Today, second article on Sicily, where I did a week-long road trip a few weeks ago. First stage of my trip, Palermo, this capital of Sicily is also the largest city with nearly a million inhabitants. It is located on the north coast of the island. Let's start our tour of Palermo.
What to visit in Palermo?
The Norman Palace
Our city tour begins with the Norman Palace. Located in the heart of Palermo, this imposing building, near the Piazza Independenza, once served as a Punic fortress, a Roman fort, a castle and then the residence of the Norman kings from which it takes its name. This palace can be visited, almost entirely, as well as the Palatine chapel, included in the body of the building. You will find magnificent mosaics and a charming inner courtyard.
[tab title=”Practical Info”]The Norman Palace can be visited every day, however, on certain days access to the royal apartments is prohibited due to parliamentary activity. The chapel is closed on public holidays. The visit will cost you 8,50 euros.[/tab]
Church of St. John of the Hermits (San Giovanni degli Eremiti)
This church was built by the Normans in the 1136th century. However, it is clearly inspired by Byzantine and Arab architecture. It was even used as a mosque before being re-consecrated to Catholic worship in XNUMX. This monastery, of which this church is a part, is a calm and peaceful place in the heart of the historic center of Palermo. These red domes make it original.[tabs ]
[tab title=”Practical Info”]Admission is 6 euros or 3 euros for those under 25.[/tab]
Church of San Domenico
The Church of San Domenico in Palermo is a church of baroque architecture built between 1458 and 1480. Located in the center of Palermo, it is its baroque facade that makes it original.
Piazza Vigliena (Quattro Canti)
The piazza vigliena or quattro canti (the 4 fountains), is an intersection of two streets, via Maqueda and corso Vittorio Emmanuele. This crossroads has the particularity of delimiting four ancient parts of Palermo. Each of the four facades are decorated with fountains and statues. Place of obligatory passage during your visit to Palermo, you will find there many horse-drawn carriages which will offer you to visit the city in a more original way.
Tour San Nicolo all’Albergheria
The San Nicolo all'Albergheria tower, located in the Albergheria district, was built at the time of the Normans in the 2,50th century. Used as a watchtower, this tower will give you one of the best views over the city of Palermo. During our visit to Palermo this tower was closed for work. That day, we had the chance to meet the priest of the Saint Nicolas church with whom we could talk. Seeing our interest in the tower, he was kind enough to give us a guided tour of his church, but also of the catacombs under it. He ended up letting us climb to the top of the tower and it was after climbing many steps that we arrived on the roof of the tower, offering us an impressive view of the city. This tower is an unmissable stop on your visit to Palermo. Note that climbing the tower costs XNUMX euros.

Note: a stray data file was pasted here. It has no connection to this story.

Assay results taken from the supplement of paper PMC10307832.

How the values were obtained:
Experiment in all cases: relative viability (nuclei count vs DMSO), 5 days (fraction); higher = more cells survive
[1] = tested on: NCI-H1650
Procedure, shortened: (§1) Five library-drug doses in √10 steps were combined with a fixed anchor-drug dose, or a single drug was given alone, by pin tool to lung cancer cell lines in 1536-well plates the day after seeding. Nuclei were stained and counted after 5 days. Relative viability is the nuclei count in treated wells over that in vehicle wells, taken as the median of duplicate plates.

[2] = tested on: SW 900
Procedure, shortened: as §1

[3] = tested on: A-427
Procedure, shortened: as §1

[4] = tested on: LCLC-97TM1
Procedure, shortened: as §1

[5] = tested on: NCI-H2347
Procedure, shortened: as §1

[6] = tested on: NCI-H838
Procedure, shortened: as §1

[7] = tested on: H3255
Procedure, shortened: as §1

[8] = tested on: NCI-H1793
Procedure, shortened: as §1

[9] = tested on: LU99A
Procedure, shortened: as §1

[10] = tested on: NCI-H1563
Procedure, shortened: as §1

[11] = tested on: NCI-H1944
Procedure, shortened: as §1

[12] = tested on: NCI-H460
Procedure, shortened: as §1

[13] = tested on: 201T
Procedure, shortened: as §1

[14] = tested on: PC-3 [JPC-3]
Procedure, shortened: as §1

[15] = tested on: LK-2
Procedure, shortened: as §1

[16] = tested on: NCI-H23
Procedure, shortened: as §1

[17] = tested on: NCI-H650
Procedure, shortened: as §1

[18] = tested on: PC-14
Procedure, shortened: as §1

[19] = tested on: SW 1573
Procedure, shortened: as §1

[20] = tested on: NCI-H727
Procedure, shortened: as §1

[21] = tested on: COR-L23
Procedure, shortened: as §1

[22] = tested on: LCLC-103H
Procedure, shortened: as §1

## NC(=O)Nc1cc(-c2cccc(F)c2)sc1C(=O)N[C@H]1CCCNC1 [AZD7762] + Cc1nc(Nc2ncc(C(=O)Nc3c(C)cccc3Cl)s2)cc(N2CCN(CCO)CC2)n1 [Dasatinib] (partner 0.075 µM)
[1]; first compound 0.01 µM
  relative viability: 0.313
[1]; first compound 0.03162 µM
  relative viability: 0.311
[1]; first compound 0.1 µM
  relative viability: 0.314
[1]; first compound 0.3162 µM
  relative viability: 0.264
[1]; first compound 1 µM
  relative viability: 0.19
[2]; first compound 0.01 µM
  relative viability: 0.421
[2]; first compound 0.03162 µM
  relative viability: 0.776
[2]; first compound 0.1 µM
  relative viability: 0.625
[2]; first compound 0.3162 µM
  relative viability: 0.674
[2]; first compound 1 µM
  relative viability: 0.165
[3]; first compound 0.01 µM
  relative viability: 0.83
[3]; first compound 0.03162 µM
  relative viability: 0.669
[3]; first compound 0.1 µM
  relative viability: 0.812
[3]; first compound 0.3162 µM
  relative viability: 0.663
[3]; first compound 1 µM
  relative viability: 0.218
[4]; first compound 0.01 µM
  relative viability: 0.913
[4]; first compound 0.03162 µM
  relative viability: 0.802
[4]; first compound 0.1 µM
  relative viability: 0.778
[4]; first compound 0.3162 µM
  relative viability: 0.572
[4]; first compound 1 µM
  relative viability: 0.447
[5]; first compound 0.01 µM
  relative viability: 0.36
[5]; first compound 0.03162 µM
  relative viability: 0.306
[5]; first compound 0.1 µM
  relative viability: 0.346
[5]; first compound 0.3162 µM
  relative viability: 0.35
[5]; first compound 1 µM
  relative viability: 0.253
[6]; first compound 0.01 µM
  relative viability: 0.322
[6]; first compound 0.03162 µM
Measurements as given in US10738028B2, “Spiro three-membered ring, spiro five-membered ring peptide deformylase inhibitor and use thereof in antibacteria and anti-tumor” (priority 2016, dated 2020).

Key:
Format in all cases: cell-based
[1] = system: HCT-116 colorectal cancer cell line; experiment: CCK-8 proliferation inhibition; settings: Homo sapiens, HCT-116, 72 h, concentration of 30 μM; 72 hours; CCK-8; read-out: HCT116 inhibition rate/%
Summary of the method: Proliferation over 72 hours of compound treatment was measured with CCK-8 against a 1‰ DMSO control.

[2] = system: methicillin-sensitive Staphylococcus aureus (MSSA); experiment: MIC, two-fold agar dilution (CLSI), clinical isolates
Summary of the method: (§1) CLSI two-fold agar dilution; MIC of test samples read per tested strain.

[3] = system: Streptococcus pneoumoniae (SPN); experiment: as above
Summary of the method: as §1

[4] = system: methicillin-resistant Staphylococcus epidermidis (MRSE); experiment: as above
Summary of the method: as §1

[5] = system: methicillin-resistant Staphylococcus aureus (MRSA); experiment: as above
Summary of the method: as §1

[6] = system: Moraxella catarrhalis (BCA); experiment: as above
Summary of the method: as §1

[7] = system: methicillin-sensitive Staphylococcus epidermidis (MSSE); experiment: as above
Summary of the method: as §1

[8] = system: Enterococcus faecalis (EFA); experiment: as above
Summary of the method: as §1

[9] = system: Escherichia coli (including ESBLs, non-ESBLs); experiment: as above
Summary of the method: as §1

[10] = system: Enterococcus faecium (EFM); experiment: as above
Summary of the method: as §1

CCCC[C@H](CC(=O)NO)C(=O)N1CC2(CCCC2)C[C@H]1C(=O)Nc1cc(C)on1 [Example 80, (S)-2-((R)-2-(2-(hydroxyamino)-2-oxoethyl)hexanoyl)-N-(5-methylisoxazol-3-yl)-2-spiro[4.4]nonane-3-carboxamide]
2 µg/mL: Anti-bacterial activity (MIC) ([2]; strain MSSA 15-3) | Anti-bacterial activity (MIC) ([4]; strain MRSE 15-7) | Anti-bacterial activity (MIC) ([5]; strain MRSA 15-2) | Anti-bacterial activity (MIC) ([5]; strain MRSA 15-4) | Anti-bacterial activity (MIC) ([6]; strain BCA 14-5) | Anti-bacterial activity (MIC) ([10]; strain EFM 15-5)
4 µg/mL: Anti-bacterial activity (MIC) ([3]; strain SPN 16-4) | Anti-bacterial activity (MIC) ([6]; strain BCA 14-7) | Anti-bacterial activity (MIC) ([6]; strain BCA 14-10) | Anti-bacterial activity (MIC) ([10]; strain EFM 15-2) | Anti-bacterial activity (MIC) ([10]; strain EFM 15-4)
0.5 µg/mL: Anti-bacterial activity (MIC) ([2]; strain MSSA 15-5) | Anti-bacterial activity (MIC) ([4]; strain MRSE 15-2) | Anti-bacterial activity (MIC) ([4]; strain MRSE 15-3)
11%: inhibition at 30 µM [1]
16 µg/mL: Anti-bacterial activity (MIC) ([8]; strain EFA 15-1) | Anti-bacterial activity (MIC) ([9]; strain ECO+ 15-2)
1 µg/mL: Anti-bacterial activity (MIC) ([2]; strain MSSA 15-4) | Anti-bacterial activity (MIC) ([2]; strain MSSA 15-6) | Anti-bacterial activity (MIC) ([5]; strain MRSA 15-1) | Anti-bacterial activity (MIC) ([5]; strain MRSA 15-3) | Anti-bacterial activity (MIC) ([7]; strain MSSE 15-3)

Initially built to be a monastery, this cathedral was built in 1172 under William II. Like the Church of Saint John of the Hermits, and like many other monuments in Palermo, this cathedral is inspired by the Byzantine Arab-Norman style. These three civilizations having left their marks on Sicily and the style of its buildings. This imposing cathedral has equally impressive dimensions with its 102 meters long, 40 wide and 35 high. The interior is rich in mosaic and gilding.
Located right next to piazza Vigliena (square of the four fountains), piazza Pretoria is a charming square, facing the town hall, made up of a masterful fountain moved from Florence, the city for which it was built, to Palermo in 1575 it is made up of many statues of marine deities. It is also called Fontana delle Vergogne, or Fountain of Shame because of the nudity of its statues.
Capuchin Catacombs of Palermo
One of the important places in Palermo that we unfortunately could not visit, the catacombs of Palermo. Unique places where nearly 8 mummies are stored. These catacombs are visible to the public. You will be able to see these bodies, some very well preserved, even if the influx of visitors deteriorates the conditions of conservation of these mummies.
The Massimo Theater is an impressive building in the heart of Palermo. This theatre, built in 1875, has been completely renovated after nearly 20 years of work. It is one of the largest theaters in Europe, it can accommodate 1400 people.
Getting to Palermo
To get to Palermo the easiest way is, of course, by plane. Sicily has 3 airports. Palermo, the closest to the city, Catania is the farthest and Trapani, not far from Palermo, about 1 hour 40 minutes by road. This airport will allow you to find a cheap flight to reach Sicily. You can, for example, use the Degriff site.
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